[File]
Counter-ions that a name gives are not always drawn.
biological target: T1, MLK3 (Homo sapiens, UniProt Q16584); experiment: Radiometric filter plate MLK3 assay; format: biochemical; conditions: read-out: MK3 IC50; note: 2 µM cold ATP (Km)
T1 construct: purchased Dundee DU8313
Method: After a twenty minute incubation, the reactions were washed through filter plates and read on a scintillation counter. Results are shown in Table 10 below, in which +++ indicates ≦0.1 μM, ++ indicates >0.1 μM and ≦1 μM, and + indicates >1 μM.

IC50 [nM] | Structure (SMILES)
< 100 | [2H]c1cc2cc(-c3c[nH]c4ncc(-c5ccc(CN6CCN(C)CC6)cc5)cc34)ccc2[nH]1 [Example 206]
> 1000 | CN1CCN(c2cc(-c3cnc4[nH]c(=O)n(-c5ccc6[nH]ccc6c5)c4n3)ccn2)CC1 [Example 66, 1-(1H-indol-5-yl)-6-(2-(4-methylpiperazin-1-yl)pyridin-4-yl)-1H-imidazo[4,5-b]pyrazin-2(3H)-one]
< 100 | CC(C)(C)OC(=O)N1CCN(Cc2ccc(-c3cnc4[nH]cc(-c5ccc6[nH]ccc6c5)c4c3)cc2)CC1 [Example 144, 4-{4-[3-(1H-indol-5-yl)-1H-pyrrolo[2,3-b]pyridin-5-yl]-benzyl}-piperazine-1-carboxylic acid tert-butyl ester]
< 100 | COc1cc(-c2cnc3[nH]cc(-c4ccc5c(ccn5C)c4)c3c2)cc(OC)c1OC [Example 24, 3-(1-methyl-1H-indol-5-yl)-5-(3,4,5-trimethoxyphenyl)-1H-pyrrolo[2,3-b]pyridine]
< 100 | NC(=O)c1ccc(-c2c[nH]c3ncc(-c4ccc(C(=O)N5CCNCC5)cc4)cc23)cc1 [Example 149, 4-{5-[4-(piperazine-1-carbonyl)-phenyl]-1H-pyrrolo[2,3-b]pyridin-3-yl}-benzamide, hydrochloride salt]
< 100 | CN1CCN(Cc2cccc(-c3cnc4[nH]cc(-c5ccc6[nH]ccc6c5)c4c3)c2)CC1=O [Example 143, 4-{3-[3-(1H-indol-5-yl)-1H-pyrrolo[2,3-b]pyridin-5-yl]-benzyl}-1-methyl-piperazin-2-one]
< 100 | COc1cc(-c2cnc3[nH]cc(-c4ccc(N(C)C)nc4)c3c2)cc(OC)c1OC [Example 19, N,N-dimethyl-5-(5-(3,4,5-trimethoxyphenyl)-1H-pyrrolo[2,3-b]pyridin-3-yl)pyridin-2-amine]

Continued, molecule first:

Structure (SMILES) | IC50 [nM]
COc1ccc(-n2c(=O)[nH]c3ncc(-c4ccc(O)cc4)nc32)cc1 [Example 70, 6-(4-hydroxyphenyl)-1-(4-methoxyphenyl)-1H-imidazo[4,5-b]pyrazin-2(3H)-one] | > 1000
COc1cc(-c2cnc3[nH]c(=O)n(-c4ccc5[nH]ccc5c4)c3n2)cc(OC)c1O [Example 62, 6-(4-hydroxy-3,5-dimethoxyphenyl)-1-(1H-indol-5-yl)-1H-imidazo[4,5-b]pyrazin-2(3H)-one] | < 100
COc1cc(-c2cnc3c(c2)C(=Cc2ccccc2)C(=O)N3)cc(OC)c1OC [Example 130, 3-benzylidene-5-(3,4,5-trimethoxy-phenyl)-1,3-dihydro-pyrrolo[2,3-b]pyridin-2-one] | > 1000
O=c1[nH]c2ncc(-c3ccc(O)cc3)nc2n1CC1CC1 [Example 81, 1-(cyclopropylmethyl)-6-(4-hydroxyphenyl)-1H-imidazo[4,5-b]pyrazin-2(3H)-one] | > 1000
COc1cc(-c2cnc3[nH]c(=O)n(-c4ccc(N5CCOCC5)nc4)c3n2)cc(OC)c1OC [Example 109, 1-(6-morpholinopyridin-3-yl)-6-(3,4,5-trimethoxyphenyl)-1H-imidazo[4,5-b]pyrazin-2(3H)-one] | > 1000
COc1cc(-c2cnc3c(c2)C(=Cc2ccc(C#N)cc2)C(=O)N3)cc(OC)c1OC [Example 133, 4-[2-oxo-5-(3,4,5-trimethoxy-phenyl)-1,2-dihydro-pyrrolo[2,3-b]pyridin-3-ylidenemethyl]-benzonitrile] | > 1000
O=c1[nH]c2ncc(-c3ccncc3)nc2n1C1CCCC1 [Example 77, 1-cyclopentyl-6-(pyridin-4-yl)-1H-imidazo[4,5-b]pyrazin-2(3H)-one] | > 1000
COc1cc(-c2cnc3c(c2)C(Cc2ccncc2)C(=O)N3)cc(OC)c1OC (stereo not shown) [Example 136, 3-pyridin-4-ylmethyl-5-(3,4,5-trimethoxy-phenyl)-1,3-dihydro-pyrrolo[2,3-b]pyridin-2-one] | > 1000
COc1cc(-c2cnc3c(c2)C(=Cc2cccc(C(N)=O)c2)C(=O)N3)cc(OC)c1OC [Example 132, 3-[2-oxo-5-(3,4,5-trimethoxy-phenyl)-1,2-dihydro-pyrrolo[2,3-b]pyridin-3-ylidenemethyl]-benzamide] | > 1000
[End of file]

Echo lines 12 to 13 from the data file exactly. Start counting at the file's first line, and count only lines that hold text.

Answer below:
< 100 | COc1cc(-c2cnc3[nH]cc(-c4ccc(N(C)C)nc4)c3c2)cc(OC)c1OC [Example 19, N,N-dimethyl-5-(5-(3,4,5-trimethoxyphenyl)-1H-pyrrolo[2,3-b]pyridin-3-yl)pyridin-2-amine]

Continued, molecule first: